The single biggest predictor of sales performance is work samples. They demonstrate a salesperson’s ability to meet challenging goals, to work multiple sources of business, to adjust to a changing marketplace, and to maintain a level of focus and persistence. One form of work sample is an outstanding recommendation from a customer, prospect, or referral source—someone who has interacted frequently with a salesperson in the past with better than expected results. Identifying these “proven” salespeople in your market is the beginning of recruiting top salespeople.
The sales manager is responsible for identifying and recruiting quality salespeople in his or her market. While sales team members and HR professionals can support this process, the key driver is always the sales manager. Only the sales manager has the knowledge of the market, the contacts within the business community, and the experience and expertise to identify salespeople with the intrinsic motivation and attributes needed for success.
The first step is to identify the salespeople in the market who are in the top quartile, in other words, to build a candidate list. Here are four places to start:
1. Work Your Customer and Prospect Base
Business owners have salespeople calling on them every week. These business owners are an excellent source of names of top performers in your market. If your customers are impressed by a salesperson wouldn’t you want that salesperson to be working for you — impressing your customers and prospects? When you’re making calls on customers and prospects take a few minutes at the end of the call to ask them for their observations.
“John, you and your business are well recognized in the community. I’m sure you have a
number of salespeople calling on you every month. I’m curious, has anyone called on you in the last three or four months who really impressed you? Somebody who at the end of the call you said to yourself this is great salesperson? I’m always keeping an eye out for great salespeople.”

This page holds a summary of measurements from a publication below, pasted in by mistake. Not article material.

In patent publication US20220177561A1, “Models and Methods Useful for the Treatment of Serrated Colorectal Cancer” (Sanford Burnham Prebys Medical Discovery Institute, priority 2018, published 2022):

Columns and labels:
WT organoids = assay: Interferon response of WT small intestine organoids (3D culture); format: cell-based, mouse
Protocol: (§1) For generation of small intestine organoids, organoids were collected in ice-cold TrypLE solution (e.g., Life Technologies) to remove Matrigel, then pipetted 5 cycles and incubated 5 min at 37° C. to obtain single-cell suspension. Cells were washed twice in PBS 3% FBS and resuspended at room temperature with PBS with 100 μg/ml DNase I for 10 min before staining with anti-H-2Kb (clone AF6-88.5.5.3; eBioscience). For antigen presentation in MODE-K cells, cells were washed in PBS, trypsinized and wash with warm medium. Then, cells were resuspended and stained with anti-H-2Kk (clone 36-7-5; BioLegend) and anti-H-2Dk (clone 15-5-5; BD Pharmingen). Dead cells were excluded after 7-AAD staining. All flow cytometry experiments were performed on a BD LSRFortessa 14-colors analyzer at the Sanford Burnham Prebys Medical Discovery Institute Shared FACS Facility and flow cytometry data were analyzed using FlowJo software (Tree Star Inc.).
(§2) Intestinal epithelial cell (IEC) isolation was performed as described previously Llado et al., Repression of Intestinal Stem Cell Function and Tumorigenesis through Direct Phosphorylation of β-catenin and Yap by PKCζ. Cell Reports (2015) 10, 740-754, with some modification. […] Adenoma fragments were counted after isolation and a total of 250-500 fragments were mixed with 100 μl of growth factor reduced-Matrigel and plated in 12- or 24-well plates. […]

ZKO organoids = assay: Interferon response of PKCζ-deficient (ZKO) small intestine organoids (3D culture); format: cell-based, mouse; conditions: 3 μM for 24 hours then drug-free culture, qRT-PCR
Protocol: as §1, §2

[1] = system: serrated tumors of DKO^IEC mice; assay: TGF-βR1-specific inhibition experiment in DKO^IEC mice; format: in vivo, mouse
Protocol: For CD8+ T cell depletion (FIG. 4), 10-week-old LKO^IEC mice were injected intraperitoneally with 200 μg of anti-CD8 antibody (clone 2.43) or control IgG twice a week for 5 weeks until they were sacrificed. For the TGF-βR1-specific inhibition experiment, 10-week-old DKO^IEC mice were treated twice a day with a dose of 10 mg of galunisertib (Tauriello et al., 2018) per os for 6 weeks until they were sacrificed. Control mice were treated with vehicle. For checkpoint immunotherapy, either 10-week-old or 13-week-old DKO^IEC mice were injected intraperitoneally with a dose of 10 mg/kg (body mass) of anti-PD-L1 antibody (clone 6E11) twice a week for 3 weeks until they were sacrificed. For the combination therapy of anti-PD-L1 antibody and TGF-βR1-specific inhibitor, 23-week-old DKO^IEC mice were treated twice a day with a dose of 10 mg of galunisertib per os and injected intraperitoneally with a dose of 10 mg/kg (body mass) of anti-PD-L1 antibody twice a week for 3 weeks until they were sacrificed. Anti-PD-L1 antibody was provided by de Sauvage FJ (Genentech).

2. Work Your COI Base
If you’re calling on a COI the question sounds different. For example:
“Joann,I know that over the years you have referred business to a number of bankers and other financial service salespeople. While I hope we have been your favorite, I’m sure there are other salespeople who have impressed you. I’m curious, has anyone-- an insurance person, a broker, a commercial finance guy, a banker-- really impressed you?”
3. Spend Time Where Salespeople Spend Time
Let’s say you’re looking for a commercial banker with strong sales and credit skills. Join the Risk Management Association and get involved in the local chapter. Of course it’s not enough just go to chapter meetings; you’ll need to engage members and find out what banks are doing with
their sales teams. You won’t be able to identify qualified candidates without knowing something about the types of sales goals they have (profit contribution, loans, deposits, fees, etc.), the level of their sales goals, and where their sales results are coming from (customers, prospects, COIs). These are the work samples! So, as you talk with members have some conversations like this:
“Allan, I’ve heard some stories about your bank and how challenging the sales goals are. I know our goals are getting tougher and tougher. I’m curious what you guys are being asked to do? For example, what are your quarterly goals? Annual goals? Are your goals primarily based on loans outstanding, deposit growth, fees or what? What kind of loan growth goal would an RM typically have? Does anybody actually make those goals? In our company there always seems to be a few people who blow out the goals, 150% or 200% of goal. Is there anyone in your bank who is consistently way ahead of goals, year after year?”
4. Work the New Employee Base
Whenever you hire new salespeople consider them a source of leads to qualified candidates. After a new salesperson has been employed for a month, get together with him and have a conversation like this:
“Dan, when we were interviewing you I asked you briefly about your goals at First Bank and the kinds of things you were incented to do. But I never really discussed them in detail because you were still a candidate. Now that you’re working with us, I was wondering if you could answer a few questions for me about the sales process at First Bank. I’m always curious about how other sales organizations do things. What kind of goals did you have? At what level where they set? What percentage of sales team members met their goals? Who were the top producers?
If you ask these kinds of questions for 6 to 12 months, you will build a candidate list of proven performers. But keep this in mind:chances are high that none of these people want to leave their jobs today or tomorrow — but the next 12 to 24 months are a different story. Things have a funny way of changing: their sales goals go up, they have a fight with a boss, their products change, sales incentives get shifted around, banks get bought. It’s the satisfaction curve at work.
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